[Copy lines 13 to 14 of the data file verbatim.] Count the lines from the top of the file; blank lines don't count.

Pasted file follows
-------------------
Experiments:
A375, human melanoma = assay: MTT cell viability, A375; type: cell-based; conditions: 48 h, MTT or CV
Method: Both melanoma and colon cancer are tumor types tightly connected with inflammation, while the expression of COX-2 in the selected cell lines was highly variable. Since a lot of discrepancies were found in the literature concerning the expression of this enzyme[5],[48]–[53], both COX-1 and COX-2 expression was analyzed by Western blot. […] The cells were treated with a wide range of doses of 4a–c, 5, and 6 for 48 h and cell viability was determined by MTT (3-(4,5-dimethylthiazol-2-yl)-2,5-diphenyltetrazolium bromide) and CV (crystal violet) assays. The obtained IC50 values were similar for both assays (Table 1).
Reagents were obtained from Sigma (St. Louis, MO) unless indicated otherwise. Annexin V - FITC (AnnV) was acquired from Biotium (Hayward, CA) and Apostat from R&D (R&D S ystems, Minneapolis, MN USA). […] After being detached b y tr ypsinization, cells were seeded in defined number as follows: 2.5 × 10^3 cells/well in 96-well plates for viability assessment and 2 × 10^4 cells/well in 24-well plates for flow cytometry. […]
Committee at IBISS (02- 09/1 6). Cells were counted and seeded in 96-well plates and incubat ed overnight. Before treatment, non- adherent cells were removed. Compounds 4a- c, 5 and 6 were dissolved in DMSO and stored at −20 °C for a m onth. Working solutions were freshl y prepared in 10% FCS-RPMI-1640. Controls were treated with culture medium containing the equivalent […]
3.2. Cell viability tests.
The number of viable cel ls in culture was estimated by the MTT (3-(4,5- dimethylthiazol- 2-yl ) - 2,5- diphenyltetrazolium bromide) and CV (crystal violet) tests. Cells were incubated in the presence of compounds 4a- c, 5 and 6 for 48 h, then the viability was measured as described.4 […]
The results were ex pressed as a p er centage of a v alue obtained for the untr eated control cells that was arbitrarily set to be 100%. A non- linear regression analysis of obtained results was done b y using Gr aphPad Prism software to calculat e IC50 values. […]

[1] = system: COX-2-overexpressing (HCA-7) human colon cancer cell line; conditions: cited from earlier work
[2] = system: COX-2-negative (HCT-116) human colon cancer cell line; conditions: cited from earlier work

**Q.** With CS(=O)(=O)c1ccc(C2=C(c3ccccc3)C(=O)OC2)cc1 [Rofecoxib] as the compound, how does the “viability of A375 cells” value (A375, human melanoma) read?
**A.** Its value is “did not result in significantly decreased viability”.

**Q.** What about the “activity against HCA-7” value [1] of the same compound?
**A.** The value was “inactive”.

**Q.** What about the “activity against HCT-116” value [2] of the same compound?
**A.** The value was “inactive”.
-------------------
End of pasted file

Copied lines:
**Q.** What about the “activity against HCA-7” value [1] of the same compound?
**A.** The value was “inactive”.